I recently updated my home install of NextCloud right before I went to bed, and when I checked it the next day it was stuck in maintenance mode. Ugh… Thankfully it is easy enough to fix, but you will have to log onto the server to run an occ command from the command line.
The first thing you should try is completing the upgrade with this command.
If you ever forget your admin password, hopefully, you have someone else who is an administrator that can reset it for you. If that is not an option, then the worst-case scenario is that you can log into the server that is hosting your NextCloud and reset the password via the command line with the occ command.
sudo -u www-data php /var/www/nextcloud/occ user:resetpassword admin
Enter a new password:
Confirm the new password:
Successfully reset password for admin
The "www-data" user is going to be the user you have setup as your web service that run NextCloud. If you followed my post about setting up NextCloud, or if you are running on RHEL/CentOS/Fedora, that that user is going to be "apache".
If your Nextcloud username is not "admin", then substitute the username that you setup as your Nextcloud admin.
So I’m going to walk thru installing Nextcloud on CentOS 7. Your mileage will vary if you attempt to use this as a guide to install NextCloud on CentOS 8 (which is EOL) or CentOS Stream 8/9 as it is not intended for those versions of CentOS.
Before we get started, we will need to make sure we are set up with a LAMP stack. LAMP stands for Linux, Apache, MySQL, PHP. It’s bascially setting us up as a web server. And since we are going to be a webserver, we should also add Let’s Encrypt for SSL on our machine.
First step is to update your system.
yum -y update
To install PHP 8, you will need to add the EPEL and Remi repositories to your machine. You should also import the repo’s signing key.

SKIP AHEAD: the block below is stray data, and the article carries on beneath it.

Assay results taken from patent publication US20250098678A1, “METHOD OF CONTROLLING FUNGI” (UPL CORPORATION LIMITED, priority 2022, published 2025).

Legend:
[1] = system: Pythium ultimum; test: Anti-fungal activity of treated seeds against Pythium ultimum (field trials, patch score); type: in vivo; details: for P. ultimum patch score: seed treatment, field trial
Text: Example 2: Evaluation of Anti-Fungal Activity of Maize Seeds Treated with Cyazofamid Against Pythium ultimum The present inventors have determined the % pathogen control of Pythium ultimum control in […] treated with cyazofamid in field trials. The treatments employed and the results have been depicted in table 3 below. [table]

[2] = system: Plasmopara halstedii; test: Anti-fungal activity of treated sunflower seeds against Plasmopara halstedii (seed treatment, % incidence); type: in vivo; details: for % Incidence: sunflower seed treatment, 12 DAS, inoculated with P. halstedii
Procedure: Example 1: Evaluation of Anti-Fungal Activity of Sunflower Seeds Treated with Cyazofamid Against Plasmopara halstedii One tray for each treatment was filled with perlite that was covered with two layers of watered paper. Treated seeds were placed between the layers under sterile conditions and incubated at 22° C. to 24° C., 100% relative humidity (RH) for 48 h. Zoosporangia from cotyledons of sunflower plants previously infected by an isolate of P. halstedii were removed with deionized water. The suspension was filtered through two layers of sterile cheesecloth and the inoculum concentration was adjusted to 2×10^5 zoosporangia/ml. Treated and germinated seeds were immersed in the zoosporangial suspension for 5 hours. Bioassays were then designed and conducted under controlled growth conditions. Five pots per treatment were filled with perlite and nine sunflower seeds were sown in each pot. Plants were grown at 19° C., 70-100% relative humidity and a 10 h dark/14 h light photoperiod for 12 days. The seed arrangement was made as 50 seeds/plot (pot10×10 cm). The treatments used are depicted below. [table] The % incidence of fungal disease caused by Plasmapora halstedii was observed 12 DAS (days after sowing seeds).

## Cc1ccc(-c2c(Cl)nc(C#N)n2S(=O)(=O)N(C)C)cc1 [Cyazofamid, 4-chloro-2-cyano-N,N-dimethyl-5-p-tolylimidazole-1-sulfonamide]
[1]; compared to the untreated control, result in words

Verify PHP is installed and the version. You can see I was able to install PHP v8.0.17
Open the php.ini config file and set your timezone. You will need to uncomment the line for date.timezone and set it to your timezone of choice.
date.timezone = Pacific/Honolulu
Raise PHP’s memory limit
sed -i '/^memory_limit =/s/=.*/= 512M/' /etc/php.ini
Install Apache on your machine.
yum -y install httpd mod_ssl
Start Apache and enable the Apache service at boot.
systemctl start httpd
systemctl enable httpd
Add the MariaDB repository to your machine
cat <<EOF | sudo tee /etc/yum.repos.d/MariaDB.repo
name = MariaDB
baseurl = http://yum.mariadb.org/10.6/centos7-amd64
Clean the yum cache
yum makecache fast
Install MariaDB 10.6
yum -y install MariaDB-server MariaDB-client
Start and enable MariaDB service:
systemctl start mariadb
systemctl enable mariadb
Secure or instance of Maria DB by running the ‘mariadb_secure_installation‘ command.
Enter your root credentials when prompted. For the next two prompts, if you have your root account protected correctly, it will tell you so and you can follow the recommendation to enter ‘n’ for them.
For the next four prompts, enter ‘Y’ for them.
Check your MariaDB and what version it is running this command below or login into the database and check as shown in the image below.
Create the Database and the user account for NextCloud using the commands below.
Take note of what you set for: <nextcloud_db> : This will be the name of your NextCloud database. <nextcloud_user> : This will be the NextCloud user. <nextcloud_pw> : This is a strong password that you have created for your ‘nextcloud_user’.
mysql -u root -p
create database <nextcloud_db>;
create user '<nextclouduser>'@'localhost' identified BY '<nextcloud_pw>';